Tuesday, December 20, 2011

Coast Guard plans to use dispersants if Cuban drilling produces oil spill

Coast Guard plans to use dispersants if Cuban drilling produces oil spill
By Craig Pittman, Times Staff Writer
Posted: Dec 20, 2011 11:01 AM

As Cuba prepares to begin allowing a Spanish company to drill for oil 12
miles north of Havana next year, U.S. Coast Guard officials say they
have learned from the mistakes made during the Deepwater Horizon
disaster and will be prepared for the worst should a spill happen so
close to the Florida Keys.

"We will attack it quickly, aggressively and as far from our shores as
we can," Rear Adm. William Baumgartner told reporters during a news
conference Tuesday.

Attacking an offshore spill from Cuba would include spraying dispersants
such as Corexit on any oil slick, to break it up and make it degrade
more quickly, Baumgartner said.

"We will use every tool at our disposal," said the admiral, who commands
the Seventh Coast Guard District, headquartered in Miami. "Aerial
dispersants are going to be an effective tool. Undispersed oil is more
damaging to natural resources than dispersed oil."

The use of Corexit during last year's Deepwater Horizon cleanup proved
to be controversial, especially after scientists from the University of
South Florida and other institutions reported finding underwater plumes
of dissolved oil droplets that they feared would affect marine life.

Environmental activists are already questioning whether using such
dispersants to break up the oil would be a good idea so close to such
sensitive areas as the Dry Tortugas National Park, the Florida Keys
National Marine Sanctuary, the National Key Deer Refuge and John
Pennekamp Coral Reef State Park.

"Just because it disappears doesn't mean it's not there," said Jonathan
Ullman of the Sierra Club's South Florida office.

Baumgartner said his goal is not to protect Florida tourist-attracting
beaches so much as it is to protect natural areas that are important to
marine life, particularly coral reefs, mangroves and sea grass beds.

He said he expects the currents that flow through and near the Keys —-
the gulf's Loop Current, the Florida Current and the Gulfstream —- will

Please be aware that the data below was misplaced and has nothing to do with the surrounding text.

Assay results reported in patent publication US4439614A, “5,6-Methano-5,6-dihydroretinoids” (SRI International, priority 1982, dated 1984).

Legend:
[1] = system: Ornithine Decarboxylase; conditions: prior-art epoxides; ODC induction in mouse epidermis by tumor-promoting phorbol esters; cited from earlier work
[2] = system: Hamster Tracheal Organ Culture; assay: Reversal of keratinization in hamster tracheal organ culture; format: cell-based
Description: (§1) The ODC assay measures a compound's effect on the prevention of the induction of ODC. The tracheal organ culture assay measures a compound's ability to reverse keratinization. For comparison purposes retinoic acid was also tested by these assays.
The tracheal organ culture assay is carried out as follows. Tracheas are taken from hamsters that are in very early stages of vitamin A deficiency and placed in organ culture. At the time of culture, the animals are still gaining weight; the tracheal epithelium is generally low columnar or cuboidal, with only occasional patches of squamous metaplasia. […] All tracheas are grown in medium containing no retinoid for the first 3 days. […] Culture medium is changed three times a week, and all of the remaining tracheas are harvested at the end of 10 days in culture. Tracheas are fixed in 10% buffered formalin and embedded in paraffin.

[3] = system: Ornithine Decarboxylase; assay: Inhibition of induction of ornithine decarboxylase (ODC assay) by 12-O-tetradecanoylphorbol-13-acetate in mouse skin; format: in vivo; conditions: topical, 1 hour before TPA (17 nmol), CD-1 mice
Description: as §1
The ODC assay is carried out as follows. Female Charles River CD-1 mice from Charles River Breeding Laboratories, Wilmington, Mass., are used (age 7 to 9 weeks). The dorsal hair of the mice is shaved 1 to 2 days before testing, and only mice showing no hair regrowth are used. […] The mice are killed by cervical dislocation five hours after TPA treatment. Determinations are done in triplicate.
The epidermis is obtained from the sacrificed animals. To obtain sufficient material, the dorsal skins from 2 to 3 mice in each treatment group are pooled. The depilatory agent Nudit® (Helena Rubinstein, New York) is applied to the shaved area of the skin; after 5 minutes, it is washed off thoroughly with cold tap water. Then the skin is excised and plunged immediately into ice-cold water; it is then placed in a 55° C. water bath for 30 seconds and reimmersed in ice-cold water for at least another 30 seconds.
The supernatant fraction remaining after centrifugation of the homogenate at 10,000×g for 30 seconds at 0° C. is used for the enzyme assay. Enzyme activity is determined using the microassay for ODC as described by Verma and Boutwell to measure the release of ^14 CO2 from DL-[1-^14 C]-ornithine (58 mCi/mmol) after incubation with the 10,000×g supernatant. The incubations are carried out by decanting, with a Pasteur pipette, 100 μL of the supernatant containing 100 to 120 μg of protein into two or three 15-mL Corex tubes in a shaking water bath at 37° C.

help buffer Florida from contact with most of any oil that might be
spilled in Cuban waters. But he conceded that eddies are likely to break
off and carry some of the oil close enough to taint the shore.

That's why he wants to attack it before it ever arrives. In addition to
dispersants, Baumgartner said he would use skimmer boats, booms and
controlled burns to stop the spill. However, a report on the Deepwater
Horizon cleanup found that those tools did little to stop BP's spill,
with only 5 percent of the oil burned, and a mere 3 percent skimmed off
the surface.

Cuba has agreed to let a Spanish company, Repsol, drill exploratory
wells off its shores. Repsol's safety record is spotty. In February
2008, its operation in Ecuador experienced a crude oil spill near the
Yasuni National Park in a rainforest area. In February 2009, another oil
spill occurred in Ecuador's Amazon region after a rupture in a pipeline.

Repsol is bringing in an Italian-owned, Chinese-made drilling rig to
drill the wells. U.S. officials are scheduled to inspect the rig when it
reaches Trinidad and Tobago next week, Baumgartner said. Then it would
head for Cuba and get to work drilling in January.

Currently Cuba gets its oil from Venezuela and relies on sugar, nickel
mining and tourism for its economic wellbeing. But sugar production has
fallen off, and the price of nickel worldwide has fallen. Meanwhile its
tourism industry has been sputtering —- so now the Cubans are ready to
consider drilling for oil.

The U.S. Geological Survey has estimated Cuba's offshore fields hold 4.6
billion barrels of oil and 9.8 trillion cubic feet of natural gas and
said the area has "significant potential.'' The first block Repsol is
expected to explore lies under 5,600 feet of water — 600 feet deeper
than where BP's Deepwater Horizon well exploded in April 2010.

Baumgartner and Capt. John Slaughter, his head of planning, said the
main lesson they learned from Deepwater Horizon was to do a better job
of coordinating with state and county emergency officials, who
complained repeatedly about being ignored during last year's cleanup.
The admiral said he has personally briefed Gov. Rick Scott and talked
with state and county officials about his contingency plans for any
Cuban incident.

Craig Pittman can be reached at craig@tampabay.com

[Last modified: Dec 20, 2011 12:06 PM]


No comments:

Post a Comment